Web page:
* The FDA lacks the resources needed to oversee a major importation program. It is conceivable that if extraordinary new resources were allocated to the FDA, it might oversee a major program of drug importation. But there are many far more urgent priorities for FDA reform that would have much greater benefits for Americans, including more effective ways to improve access to safe drugs. Further, we see no indication that Congress plans to commit the resources needed for this purpose.
* The global drug supply system will limit improvements in access. Drugs are distributed to countries in allotments that are based on the needs of their respective populations, so only a limited supply of drugs would be available for importation, at best. For this reason, importation is unlikely to achieve real impact on the supply to the U.S. market, and could even exacerbate problems by increasing the likelihood of counterfeit or unsafe products.
* Any improved access and cost savings resulting from importation are likely to be minimal. Studies examining this issue have estimated that importation would likely have only a small, incremental effect on cost and access for drugs in the U.S. market; further, these small savings might not be passed on to patients, even if consumers are able to obtain a legitimate imported drug.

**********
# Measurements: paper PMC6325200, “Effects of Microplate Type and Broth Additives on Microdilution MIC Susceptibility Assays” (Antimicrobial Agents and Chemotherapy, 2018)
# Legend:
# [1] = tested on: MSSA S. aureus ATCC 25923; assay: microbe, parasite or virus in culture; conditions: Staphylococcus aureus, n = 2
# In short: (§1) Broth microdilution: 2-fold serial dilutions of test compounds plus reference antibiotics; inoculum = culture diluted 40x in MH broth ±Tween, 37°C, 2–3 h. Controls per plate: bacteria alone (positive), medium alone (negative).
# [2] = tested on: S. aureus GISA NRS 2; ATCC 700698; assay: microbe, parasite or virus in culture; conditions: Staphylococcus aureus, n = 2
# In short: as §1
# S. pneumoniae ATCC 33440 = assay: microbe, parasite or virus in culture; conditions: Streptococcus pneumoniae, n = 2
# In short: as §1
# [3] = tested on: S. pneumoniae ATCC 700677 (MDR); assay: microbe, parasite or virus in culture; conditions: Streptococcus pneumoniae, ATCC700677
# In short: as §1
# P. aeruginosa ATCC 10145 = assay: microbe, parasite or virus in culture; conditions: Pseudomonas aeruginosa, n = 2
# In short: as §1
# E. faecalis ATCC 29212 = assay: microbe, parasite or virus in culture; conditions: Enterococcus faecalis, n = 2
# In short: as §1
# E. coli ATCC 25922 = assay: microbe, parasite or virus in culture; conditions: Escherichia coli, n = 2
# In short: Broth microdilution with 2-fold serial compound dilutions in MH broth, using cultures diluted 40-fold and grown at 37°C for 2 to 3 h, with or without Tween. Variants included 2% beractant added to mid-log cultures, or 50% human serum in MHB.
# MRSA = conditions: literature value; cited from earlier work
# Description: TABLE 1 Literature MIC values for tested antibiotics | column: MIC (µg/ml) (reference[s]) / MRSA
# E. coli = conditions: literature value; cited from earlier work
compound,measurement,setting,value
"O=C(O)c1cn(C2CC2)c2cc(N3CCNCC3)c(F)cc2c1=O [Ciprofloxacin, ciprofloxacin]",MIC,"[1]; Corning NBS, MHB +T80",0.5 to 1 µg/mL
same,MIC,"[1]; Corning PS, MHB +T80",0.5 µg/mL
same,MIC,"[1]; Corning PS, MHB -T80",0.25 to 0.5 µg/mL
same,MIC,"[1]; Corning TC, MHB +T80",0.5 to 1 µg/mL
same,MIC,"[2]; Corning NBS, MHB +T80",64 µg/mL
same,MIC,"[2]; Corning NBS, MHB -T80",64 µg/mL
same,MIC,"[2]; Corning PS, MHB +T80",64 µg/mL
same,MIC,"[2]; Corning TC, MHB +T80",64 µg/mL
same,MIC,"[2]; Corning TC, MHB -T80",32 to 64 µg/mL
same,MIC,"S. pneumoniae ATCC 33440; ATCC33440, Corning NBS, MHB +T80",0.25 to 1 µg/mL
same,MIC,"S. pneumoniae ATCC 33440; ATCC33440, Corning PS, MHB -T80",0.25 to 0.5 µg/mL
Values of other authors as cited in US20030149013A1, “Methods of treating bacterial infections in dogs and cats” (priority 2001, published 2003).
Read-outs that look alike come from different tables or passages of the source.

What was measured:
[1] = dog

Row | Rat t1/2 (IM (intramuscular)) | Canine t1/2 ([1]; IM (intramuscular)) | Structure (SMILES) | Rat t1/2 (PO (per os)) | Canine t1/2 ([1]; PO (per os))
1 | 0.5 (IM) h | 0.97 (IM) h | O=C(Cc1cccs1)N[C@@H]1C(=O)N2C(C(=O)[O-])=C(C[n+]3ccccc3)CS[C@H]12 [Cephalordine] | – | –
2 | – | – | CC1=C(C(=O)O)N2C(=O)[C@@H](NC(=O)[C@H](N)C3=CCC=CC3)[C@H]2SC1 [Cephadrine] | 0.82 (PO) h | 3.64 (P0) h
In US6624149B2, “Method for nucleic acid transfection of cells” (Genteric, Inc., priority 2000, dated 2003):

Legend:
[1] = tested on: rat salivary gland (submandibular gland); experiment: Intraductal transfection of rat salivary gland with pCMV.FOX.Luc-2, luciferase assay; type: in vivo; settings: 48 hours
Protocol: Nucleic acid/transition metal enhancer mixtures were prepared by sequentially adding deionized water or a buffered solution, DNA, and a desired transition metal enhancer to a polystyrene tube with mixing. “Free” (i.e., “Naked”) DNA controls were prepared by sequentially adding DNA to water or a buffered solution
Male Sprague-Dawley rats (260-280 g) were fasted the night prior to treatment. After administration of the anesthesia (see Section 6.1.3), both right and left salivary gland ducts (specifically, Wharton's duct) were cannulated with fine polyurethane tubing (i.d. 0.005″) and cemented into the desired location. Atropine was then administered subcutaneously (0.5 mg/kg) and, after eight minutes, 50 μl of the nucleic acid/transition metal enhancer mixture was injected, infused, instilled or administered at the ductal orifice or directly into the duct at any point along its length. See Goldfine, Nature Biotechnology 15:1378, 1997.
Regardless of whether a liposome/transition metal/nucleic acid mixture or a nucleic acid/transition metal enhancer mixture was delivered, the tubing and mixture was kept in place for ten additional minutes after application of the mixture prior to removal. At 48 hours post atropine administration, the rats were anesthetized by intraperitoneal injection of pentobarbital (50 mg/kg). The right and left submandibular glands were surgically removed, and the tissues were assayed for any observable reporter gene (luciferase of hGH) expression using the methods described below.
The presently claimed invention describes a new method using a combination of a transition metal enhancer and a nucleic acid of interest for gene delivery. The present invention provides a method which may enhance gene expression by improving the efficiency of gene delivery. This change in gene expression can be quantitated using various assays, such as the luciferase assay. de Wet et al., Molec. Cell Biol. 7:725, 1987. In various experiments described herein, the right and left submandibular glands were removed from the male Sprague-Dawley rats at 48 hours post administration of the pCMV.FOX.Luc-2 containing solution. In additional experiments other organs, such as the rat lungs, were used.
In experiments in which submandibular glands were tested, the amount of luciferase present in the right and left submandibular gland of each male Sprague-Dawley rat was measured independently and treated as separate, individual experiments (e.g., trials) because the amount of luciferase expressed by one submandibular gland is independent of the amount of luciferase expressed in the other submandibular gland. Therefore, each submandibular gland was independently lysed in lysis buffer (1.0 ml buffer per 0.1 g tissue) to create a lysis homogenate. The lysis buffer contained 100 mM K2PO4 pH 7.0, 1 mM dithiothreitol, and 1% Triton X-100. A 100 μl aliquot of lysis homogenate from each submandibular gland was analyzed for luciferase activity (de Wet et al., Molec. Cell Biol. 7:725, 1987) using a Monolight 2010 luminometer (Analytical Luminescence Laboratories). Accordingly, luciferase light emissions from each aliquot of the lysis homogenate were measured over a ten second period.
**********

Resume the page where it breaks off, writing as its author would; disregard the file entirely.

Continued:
There are far better ways to improve access to safe and effective drugs. We believe Congress should consider other approaches to address problems with current drug pricing, and take steps to bring down drug costs and health care costs more generally. We all support drug payment reforms that align payments with results and development of improved guidance for industry to enable timely approval for complex generic drugs and “biosimilar” therapeutics. The bipartisan Generic Drug User Fee Amendments Program, authorized by Congress in 2012, offers a successful model for such efforts. The program has promoted substitution of generic drugs, such that nearly 90% of prescriptions are now written for generic drugs that are safe, effective, and have yielded major savings for consumers. While we have some differing opinions about optimal approaches to the problem of high-priced drugs (such as government negotiation with manufacturers, or expanded use of competitive models of drug payment), we all strongly support attention to implementing effective solutions for drug costs and innovation. We urge Congress and the many others concerned about the cost of drugs to deal directly with the issues driving the cost of medicines and not to place false hope in measures that will place patients who need treatment at risk and jeopardize public health.
Robert M. Califf, MD
Margaret B. Hamburg, MD
Mark B. McClellan, MD, PhD
Andrew Von Eschenbach, MD